ILLEGAL ride-sharing application UberX is thwarting transport inspectors targeting their drivers by blocking their mobile phones from accessing the service.
Emails obtained by the ABC's 7.30 program show frustrated inspectors are having to arrange to get new phones in a bid to crack down on the new rivals to Queensland's registered taxi service.
Drivers, who use their own private cars to offer the illegal service, are being fined up to $1700.
The fines are being paid not by the drivers, however, but by UberX.
The ABC reported that emails obtained under Queensland's Right To Information laws show Uber is tracking mobile phones used by authorities and suspending all corresponding Uber accounts.
"Due to blocking by Uber, only two covert rides were undertaken [today]," said Nick Marsden from the Department of Transport and Main Roads in an email to colleagues last August.
"Time was spent purchasing new credit cards, activating gmail accounts, and setting up two more phones.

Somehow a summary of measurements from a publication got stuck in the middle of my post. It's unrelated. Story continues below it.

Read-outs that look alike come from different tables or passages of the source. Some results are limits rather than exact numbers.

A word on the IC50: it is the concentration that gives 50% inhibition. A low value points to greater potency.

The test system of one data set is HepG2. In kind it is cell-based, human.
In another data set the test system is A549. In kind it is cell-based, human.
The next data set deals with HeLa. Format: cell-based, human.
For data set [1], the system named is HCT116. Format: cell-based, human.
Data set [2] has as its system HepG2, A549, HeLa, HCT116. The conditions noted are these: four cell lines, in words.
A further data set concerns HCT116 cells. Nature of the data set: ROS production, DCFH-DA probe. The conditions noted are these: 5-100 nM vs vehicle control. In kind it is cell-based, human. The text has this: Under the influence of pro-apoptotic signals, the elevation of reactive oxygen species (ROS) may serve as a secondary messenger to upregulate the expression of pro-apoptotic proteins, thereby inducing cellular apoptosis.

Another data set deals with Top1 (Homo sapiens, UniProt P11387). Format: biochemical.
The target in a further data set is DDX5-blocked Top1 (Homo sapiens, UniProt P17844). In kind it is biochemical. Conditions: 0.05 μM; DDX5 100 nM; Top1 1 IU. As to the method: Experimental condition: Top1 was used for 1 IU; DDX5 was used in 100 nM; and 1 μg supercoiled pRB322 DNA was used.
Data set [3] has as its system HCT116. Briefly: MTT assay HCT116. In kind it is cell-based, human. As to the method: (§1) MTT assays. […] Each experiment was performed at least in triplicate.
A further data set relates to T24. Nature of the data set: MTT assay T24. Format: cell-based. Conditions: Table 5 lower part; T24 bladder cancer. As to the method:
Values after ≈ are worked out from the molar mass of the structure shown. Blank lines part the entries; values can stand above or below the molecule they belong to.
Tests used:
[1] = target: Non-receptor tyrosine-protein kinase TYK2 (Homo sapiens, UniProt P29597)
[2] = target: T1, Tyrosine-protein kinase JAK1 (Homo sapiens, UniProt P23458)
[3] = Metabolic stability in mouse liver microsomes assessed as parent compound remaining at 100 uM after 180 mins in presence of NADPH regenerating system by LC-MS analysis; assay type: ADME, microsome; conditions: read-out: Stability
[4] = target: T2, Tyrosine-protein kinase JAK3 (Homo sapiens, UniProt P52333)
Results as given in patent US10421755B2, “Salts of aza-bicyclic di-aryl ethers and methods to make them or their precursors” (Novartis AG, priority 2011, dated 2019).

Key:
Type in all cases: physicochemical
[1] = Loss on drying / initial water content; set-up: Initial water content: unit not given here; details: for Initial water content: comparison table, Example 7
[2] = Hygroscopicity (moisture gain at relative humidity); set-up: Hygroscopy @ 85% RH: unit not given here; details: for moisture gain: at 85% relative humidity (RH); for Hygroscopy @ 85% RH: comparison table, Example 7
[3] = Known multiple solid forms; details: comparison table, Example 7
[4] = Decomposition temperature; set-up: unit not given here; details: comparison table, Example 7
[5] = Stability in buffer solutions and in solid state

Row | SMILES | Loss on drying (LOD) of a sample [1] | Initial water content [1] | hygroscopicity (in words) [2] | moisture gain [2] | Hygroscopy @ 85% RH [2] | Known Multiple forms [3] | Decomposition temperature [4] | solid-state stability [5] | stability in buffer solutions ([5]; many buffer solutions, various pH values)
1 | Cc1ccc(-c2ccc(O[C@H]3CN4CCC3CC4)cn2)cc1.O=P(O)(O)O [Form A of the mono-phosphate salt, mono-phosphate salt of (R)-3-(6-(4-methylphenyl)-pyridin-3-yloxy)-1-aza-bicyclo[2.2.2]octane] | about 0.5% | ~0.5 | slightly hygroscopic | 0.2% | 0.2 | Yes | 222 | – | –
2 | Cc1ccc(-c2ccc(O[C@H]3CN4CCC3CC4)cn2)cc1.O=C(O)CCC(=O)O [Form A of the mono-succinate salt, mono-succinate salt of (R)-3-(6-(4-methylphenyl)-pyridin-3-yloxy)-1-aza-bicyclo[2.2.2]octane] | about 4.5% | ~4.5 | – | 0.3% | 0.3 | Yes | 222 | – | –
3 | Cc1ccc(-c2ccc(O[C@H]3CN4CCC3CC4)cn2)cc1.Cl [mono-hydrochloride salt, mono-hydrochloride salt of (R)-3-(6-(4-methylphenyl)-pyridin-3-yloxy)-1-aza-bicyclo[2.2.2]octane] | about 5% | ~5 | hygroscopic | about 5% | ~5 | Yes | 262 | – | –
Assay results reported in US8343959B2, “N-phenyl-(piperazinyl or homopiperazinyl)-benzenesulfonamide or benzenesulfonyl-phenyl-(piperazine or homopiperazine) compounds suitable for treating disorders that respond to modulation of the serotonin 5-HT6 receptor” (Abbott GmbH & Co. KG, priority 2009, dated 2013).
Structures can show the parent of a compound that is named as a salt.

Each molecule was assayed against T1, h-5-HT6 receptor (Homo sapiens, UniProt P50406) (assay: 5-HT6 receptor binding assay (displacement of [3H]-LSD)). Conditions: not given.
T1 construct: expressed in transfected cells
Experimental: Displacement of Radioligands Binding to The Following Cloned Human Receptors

"These phones are the last ones, [we] will be ordering additional units."
The Queensland Government says it has issued more than $260,000 worth of fines to 95 UberX drivers since the business began operating in Brisbane early last year.
Uber is backed by Google and investment banking giant Goldman Sachs, and was recently valued at well over $40 billion.
Frustrated taxi operators, some of whom have paid more than $250,000 in fees to operate, have called for a tougher approach, including stiffer penalties and mandatory court appearances for rebel UberX drivers.
Queensland's Transport Minister Scott Emerson indicated the Government would not be changing its approach.
"I'm determined to ensure that we enforce the regulations we have in place. Those regulations are there to protect the safety of passengers," he said.
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